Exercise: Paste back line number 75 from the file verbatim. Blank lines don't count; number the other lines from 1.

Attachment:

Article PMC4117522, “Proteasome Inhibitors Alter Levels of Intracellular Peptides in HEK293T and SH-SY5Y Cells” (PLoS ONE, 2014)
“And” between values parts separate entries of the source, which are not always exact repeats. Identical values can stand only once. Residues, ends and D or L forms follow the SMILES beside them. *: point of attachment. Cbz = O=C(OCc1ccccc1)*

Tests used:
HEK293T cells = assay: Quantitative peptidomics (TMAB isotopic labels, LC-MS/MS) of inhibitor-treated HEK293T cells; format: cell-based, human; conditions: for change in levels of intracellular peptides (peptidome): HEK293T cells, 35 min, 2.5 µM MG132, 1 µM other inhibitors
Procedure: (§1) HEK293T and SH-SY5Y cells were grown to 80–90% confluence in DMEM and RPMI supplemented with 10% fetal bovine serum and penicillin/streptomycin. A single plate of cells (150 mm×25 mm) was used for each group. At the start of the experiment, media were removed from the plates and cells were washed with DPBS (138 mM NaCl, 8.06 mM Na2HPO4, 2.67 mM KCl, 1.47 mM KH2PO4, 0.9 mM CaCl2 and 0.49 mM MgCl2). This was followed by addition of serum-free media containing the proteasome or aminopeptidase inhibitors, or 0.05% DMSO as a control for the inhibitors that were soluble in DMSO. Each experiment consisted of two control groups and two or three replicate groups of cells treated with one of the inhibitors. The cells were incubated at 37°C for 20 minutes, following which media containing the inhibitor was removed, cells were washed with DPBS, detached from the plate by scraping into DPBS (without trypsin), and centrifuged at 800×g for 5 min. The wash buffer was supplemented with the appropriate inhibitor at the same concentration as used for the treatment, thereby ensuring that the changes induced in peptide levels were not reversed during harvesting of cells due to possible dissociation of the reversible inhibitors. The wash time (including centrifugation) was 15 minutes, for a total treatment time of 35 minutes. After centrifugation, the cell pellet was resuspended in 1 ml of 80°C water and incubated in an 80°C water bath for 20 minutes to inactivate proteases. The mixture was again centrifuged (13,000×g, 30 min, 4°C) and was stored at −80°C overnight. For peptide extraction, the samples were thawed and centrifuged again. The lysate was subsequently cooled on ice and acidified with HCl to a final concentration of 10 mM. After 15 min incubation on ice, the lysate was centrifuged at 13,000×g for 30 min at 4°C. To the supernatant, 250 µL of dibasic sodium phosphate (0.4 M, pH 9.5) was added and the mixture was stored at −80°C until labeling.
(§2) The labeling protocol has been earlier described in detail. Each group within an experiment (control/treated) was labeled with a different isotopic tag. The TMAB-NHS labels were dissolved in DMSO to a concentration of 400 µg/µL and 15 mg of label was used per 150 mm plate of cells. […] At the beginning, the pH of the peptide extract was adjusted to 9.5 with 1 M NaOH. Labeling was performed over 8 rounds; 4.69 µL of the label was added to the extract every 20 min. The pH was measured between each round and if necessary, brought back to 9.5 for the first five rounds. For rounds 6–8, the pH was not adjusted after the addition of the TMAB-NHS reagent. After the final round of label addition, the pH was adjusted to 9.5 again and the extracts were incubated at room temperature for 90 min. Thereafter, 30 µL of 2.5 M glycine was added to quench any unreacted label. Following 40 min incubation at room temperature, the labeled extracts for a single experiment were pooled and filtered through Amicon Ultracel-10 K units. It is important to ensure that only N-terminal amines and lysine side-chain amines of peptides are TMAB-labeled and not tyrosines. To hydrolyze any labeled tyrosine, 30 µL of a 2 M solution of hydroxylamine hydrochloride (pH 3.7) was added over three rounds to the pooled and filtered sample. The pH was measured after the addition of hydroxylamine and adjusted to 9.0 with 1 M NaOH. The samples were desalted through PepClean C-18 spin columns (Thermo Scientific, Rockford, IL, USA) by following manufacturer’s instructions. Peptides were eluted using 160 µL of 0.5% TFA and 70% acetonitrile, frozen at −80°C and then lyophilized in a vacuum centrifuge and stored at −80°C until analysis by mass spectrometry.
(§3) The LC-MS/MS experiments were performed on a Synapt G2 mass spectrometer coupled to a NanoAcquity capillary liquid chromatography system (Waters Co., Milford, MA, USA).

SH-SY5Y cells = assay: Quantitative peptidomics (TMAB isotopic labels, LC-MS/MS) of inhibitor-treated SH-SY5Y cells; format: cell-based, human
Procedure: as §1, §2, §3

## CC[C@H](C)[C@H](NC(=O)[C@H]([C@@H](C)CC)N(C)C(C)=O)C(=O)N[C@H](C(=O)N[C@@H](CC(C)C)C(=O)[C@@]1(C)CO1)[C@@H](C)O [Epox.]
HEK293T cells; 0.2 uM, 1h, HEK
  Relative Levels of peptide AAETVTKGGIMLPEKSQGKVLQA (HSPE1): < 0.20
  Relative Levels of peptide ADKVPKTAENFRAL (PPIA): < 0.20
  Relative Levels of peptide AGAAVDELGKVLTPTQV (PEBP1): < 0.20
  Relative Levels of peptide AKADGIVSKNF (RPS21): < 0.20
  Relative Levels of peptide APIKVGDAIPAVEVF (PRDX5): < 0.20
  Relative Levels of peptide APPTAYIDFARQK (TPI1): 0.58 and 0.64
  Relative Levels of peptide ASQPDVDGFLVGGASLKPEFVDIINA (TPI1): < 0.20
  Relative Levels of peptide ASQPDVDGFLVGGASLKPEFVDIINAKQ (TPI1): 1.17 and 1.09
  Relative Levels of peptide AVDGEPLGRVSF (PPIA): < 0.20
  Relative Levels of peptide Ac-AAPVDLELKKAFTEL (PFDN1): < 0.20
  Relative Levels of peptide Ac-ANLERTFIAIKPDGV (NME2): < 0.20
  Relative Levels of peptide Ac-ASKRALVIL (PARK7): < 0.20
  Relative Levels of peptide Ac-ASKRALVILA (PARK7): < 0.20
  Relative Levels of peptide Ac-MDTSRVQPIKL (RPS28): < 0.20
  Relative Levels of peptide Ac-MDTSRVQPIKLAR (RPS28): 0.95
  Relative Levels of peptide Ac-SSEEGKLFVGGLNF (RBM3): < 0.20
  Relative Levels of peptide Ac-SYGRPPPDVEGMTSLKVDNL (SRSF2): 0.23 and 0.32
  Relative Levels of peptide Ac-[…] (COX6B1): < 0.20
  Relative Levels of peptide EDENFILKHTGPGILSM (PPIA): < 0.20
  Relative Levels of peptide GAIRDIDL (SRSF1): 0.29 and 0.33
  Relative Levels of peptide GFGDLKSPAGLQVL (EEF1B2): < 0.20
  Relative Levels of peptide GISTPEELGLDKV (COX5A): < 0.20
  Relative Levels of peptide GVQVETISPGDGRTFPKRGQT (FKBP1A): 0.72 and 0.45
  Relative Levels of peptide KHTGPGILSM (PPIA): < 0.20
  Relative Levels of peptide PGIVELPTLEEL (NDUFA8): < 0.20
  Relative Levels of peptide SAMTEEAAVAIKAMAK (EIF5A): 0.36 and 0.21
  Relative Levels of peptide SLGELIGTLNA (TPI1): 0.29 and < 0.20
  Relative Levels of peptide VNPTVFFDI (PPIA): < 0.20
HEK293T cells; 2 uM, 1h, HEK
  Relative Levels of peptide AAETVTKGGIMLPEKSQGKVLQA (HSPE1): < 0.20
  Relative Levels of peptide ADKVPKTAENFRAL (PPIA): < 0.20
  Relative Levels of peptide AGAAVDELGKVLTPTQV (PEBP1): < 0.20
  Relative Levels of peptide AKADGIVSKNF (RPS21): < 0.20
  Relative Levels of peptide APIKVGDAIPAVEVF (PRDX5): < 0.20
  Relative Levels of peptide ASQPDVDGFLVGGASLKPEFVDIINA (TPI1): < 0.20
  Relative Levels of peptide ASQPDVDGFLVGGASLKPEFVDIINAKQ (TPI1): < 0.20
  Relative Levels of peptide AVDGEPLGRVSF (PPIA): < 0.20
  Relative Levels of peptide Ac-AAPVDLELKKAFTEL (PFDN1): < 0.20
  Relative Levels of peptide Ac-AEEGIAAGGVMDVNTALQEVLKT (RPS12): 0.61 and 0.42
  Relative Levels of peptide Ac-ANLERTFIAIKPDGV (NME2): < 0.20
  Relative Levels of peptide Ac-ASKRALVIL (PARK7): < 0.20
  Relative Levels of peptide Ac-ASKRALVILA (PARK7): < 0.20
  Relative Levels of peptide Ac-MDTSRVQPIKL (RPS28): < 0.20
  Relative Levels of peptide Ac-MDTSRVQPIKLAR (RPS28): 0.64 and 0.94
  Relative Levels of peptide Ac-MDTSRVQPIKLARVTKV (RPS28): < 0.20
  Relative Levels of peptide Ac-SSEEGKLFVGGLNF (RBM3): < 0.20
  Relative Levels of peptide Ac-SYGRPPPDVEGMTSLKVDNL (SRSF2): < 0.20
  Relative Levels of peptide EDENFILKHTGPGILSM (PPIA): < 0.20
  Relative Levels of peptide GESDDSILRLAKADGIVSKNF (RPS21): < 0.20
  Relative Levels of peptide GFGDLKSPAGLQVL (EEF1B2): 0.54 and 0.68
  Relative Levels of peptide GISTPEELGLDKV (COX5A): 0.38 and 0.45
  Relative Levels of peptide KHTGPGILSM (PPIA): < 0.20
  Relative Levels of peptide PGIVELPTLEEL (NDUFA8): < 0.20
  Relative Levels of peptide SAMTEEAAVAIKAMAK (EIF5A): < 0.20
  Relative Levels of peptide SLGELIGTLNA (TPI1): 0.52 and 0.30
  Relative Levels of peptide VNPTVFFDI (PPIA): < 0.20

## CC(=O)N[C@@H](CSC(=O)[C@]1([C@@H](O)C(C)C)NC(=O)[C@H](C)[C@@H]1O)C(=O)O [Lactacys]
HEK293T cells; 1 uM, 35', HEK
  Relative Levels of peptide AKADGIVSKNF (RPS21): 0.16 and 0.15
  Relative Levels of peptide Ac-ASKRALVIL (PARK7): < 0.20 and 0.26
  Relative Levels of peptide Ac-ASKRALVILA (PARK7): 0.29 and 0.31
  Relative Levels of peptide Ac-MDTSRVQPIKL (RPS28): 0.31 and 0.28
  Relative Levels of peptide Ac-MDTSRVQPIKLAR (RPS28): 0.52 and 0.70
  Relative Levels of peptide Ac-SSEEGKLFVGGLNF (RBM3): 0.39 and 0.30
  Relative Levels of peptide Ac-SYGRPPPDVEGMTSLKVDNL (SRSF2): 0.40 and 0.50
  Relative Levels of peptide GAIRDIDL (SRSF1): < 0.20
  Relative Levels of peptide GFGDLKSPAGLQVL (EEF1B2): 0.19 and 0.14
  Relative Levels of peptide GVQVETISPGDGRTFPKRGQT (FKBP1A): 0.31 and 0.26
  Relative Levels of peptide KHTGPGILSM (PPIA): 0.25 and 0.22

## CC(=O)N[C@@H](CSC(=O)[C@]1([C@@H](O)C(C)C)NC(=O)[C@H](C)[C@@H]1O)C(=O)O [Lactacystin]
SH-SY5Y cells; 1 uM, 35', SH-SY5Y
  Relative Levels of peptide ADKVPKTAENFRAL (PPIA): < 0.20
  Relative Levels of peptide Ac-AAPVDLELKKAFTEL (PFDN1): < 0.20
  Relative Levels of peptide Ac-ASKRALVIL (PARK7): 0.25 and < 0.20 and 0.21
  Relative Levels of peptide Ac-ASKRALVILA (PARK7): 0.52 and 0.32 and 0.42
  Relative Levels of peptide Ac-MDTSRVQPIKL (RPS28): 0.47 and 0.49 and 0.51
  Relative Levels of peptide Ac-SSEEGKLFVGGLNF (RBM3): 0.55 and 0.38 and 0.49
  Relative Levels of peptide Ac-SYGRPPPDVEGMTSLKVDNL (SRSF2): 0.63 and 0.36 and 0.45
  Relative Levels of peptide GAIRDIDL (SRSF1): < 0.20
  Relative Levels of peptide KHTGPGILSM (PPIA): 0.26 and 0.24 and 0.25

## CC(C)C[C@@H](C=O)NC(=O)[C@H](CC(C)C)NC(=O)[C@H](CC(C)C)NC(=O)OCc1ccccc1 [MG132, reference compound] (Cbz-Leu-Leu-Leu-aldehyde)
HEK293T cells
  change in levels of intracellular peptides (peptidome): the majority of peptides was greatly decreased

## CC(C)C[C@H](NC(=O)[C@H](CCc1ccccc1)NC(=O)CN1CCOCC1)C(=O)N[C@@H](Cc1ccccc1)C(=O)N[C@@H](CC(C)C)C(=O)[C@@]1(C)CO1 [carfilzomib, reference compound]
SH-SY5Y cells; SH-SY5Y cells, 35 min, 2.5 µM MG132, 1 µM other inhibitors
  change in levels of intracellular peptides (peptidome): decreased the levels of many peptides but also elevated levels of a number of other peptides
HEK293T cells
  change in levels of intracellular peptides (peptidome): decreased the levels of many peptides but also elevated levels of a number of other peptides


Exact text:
  Relative Levels of peptide Ac-SSEEGKLFVGGLNF (RBM3): 0.39 and 0.30